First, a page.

Sri Sri Thakur was greatly tolerant towards the various prevalent spiritual doctrines or philosophies, both Indian and foreign, and considered that each one of them fulfils a purpose and fits into the grand scheme of stratified spiritual realisations. He pointed out that although the doctrine of monistic vedanta philosophy treats the supreme reality in terms of oneness of individual and universal consciousness, it does not systematically explain the structure of the material creation which, on the other hand, is done by Samkhya philosophy. But this latter does not treat the supreme reality as well. Similarly, whereas Christianity emphasises on service and surrender as means to God realisation, the Indian philosophy of Poorva Mimamsa prescribes various ritualistic actions for the attainment of personal and collective happiness despite cycles of birth and death.

By means of a Jnanachakra chart (the spheres of spiritual cosmology) which he visualized and presented in a pictorial form, Sri Sri Thakur identified different layers of human consciousness inter-woven in the microcosm (body) and the macrocosm (the universe) and pointed out the levels which the aspirants of different spiritual orders and sects may ultimately reach. In this chart he placed Sri Krishna and Sri Radha (or the Guru and Yogamaya) in the transition between the non qualified (Nirguna) Brahman and qualified (Saguna) Brahman, which he called as the Nitya or the Bhavaloka. (Yogamaya is a form of divine power, which incessantly attracts the earth-bound souls and helps them realise their true blissful nature and participate in the divine play). This concept is considered to be a unique contribution of Sri Sri Thakur towards the evolution of spiritual thoughts, based on his own insight and mystic experiences.

The address of the only English book available on the life history of Sri Sri Thakur Nigamananda is given at the end of the narrative.

Other important teachings of Sri Sri Thakur Nigamananda Paramahamsa

1) To be able to get spiritually liberated one needs the help of a liberated person (a Master Sadguru or simply Guru). In the Hindu scriptures that person is known as the Guru. Without his grace or favor none can make any progress in the path leading to liberation. Also he who has attained the ultimate reality (Paramatman or Brahman) as one and the same as himself (the Atman) is the Guru.

2) The Guru who helps in getting one liberated cannot be equated in importance to formal learning, pilgrimage or divinity. If we do not offer our deep devotion and love to Him, who else then is fit for getting our utmost respect?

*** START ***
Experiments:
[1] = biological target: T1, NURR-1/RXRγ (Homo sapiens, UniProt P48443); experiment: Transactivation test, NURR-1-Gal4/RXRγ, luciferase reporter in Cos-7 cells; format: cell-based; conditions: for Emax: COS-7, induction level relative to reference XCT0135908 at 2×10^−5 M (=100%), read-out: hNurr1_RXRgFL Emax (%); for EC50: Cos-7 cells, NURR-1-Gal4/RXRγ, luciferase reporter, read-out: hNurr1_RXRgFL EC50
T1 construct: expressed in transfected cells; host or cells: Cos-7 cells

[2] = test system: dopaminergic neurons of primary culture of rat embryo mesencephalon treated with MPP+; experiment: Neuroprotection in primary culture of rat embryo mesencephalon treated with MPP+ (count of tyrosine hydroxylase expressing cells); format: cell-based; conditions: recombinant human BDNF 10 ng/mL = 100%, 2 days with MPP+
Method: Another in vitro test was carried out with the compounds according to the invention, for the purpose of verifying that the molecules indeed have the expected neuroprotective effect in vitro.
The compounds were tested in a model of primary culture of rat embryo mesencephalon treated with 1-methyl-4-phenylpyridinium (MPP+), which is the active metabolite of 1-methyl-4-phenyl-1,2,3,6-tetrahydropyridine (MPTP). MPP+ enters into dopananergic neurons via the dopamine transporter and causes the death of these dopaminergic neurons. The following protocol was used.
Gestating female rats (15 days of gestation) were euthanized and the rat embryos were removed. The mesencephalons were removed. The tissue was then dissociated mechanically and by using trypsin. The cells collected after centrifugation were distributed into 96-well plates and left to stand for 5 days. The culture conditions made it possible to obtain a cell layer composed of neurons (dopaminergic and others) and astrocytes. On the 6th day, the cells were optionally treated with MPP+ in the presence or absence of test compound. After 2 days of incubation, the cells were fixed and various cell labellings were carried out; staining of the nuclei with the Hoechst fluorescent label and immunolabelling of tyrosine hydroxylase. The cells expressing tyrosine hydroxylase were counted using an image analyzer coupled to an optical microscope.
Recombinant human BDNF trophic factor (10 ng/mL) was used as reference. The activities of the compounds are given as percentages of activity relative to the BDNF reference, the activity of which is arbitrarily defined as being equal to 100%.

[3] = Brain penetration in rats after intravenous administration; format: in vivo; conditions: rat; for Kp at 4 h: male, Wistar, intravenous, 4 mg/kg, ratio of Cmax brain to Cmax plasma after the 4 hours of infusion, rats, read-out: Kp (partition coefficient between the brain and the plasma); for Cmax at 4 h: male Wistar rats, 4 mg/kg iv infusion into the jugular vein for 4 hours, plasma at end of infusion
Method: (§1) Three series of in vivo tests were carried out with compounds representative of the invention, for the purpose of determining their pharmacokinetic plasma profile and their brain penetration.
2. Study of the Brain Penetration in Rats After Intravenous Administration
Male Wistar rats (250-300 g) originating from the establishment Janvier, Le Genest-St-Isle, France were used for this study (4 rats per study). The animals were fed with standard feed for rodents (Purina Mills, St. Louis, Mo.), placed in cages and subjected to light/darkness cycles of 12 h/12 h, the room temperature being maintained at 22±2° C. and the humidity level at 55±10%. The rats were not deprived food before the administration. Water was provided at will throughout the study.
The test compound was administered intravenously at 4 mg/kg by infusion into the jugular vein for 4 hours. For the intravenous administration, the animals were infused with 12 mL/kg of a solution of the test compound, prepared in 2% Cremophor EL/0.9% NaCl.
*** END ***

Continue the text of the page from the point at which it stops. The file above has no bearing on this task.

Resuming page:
3) The Guru indeed is the embodiment of the essence of what the Vedanta teaches – the individual self (the Atman) is one and the same as the cosmic self (Paramatman or Brahman).

4) A Sadguru never curses anyone. Even if He appears to be angry, that too is going to do good to the disciple. The advantage of depending on a Sadguru is unique. One doesn't have the same advantage depending even on God because God never materializes to give instructions. The Guru in practice provides the required guidance leading the disciple to the ultimate goal.

5) The Guru and the disciple are inseparable in a way. The Guru cannot exist without being a part of a true disciple's personality or character.

6) There are two pathways to attain spiritual liberation: one is by initiation into and observing the austerities of samnyas yoga and the other – by service rendered to a Sadguru Who has had realization of Brahman. The former is extremely arduous a path – the disciple must die in a sense even while he remains in his body. In other words, he has to loose his body consciousness. But if one unconditionally loves the Guru by way of rendering service to him sincerely, spiritual liberation may be obtained relatively easy.

7) Nothing substantial can be achieved without Guru's grace. I (Sri Sri Thakur) have been wandering far and wide like a bird as if with its voice box mutilated but have not had God coming and helping me. But the day I was able to have the grace or the benefit of the Guru (Who is God in human form), I started making real progress.

8) The Guru, `the mantra' that he gives during initiation and the disciple's choicest divinity (or Ista) are one and the same. Unless the Guru becomes the choicest divinity the mantra received from Him looses its power.

9) Acquisition of disciples through initiation is not Guru's profession; it is the inspiration of His heart. The Guru initiates takes care and guides the disciple hoping that one day the disciple will get spiritually enlightened.

10) The Guru is the embodiment of both the monistic (or non-dual) ideology due to the Great Shankaracharaya and love divine as preached by Sri Sri Gouranga Mahaprahbu. If the disciple submits himself to the Guru his latent characteristic attitude is bound to unfold. Spiritual life based on such a universal (non-sectarian) and sweet relationship between the Guru and the disciple can help harmonize the diverse faiths in the world.